Transparency is usually seen as integral to corporate responsibility best practice. It allows closer scrutiny of those firms claiming CR credentials. But, if we want optimal outcomes in terms of industry wide adoption of CR practices, it may pay to tolerate a little hypocrisy at times – rather than highlighting the difference between what a firm says about CR and what it actually does.
Much of the day-to-day criticism aimed at organizations on the internet and in the mainstream media may seem relatively innocuous. Yet new research suggests organizations would be wise to pay attention. Such criticism may well signal early strategic maneuvering as activists identify their targets for far more damaging actions, such as boycotts and campaigns.
In the last quarter of 2015 the emissions scandal at Volkswagen thrust corporate governance firmly back in the spotlight. It is increasingly clear that, in the global economic ecosystem, inhabited by many different types of organizations and a broad range of stakeholders, a one-size-fits-all approach to corporate governance is not appropriate.
Developing a new business idea is notoriously difficult. Start-up failure statistics are discouraging – some 90 per cent of all new ventures fail, about 40 per cent of all new products or services cannot find sufficient buyers.
In a world where innovation is increasingly expensive, going it alone is not always the best way for firms to produce a product. But how do executives know when strategic alliances and teaming up with others is the most productive strategy?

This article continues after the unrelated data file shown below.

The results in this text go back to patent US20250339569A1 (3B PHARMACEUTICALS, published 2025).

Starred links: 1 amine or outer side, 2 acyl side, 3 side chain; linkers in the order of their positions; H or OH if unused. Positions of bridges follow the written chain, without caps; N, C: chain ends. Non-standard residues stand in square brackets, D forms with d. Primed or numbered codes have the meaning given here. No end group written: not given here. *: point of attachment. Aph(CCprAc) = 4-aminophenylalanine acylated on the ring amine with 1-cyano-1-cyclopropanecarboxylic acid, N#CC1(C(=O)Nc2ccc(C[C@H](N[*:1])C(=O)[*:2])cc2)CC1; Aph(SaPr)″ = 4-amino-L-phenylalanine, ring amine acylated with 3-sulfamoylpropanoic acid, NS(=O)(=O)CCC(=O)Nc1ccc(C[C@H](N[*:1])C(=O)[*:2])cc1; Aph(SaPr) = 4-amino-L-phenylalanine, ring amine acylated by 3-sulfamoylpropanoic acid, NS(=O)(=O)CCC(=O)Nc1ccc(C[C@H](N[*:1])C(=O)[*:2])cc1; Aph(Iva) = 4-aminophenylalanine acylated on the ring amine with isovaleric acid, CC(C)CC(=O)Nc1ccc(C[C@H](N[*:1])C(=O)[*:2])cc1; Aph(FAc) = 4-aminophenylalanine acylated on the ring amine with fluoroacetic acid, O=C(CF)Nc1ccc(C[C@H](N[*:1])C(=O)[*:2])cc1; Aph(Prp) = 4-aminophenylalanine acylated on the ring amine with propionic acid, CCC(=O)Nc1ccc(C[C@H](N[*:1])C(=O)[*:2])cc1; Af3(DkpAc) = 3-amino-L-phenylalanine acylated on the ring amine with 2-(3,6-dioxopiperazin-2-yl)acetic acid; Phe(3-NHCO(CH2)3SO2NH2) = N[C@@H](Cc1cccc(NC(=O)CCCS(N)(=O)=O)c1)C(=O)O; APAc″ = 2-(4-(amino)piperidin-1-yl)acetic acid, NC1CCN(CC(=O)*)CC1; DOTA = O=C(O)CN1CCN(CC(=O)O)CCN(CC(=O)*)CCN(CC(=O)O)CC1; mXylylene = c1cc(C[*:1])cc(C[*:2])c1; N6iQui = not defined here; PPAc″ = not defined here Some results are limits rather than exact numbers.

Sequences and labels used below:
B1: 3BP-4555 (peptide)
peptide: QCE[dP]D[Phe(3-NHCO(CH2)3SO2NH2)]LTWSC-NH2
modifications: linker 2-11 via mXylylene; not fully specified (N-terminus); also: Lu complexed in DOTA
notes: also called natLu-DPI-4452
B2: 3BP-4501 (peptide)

There’s a view that conforming to accepted standards and norms is something organizations do reactively, mainly due to external pressures, and to avoid being penalized. But research by Déborah Philippe and Rodolphe Durand, focusing on environmental practices and reputation, shows that organizational conformity is actually a complex, nuanced, activity that can be used for strategic gain if managed well.
A small group of would-be entrepreneurs have succeeded, where many have failed, in reducing the hold of the Sicilian Mafia on a range of businesses in Italy. Antonino Vaccaro and Guido Palazzo investigate the group’s initiative Addiopizzo, and discover a powerful five step approach for implementing institutional and cultural transformation.
Investment decisions in the venture capital industry inevitably take place behind closed doors, and despite limited research their mechanics remain a mystery. But now, with unprecedented access to real time deal information, Jeffrey S. Petty and Marc Gruber are able to provide new insights into the venture capital decision making process.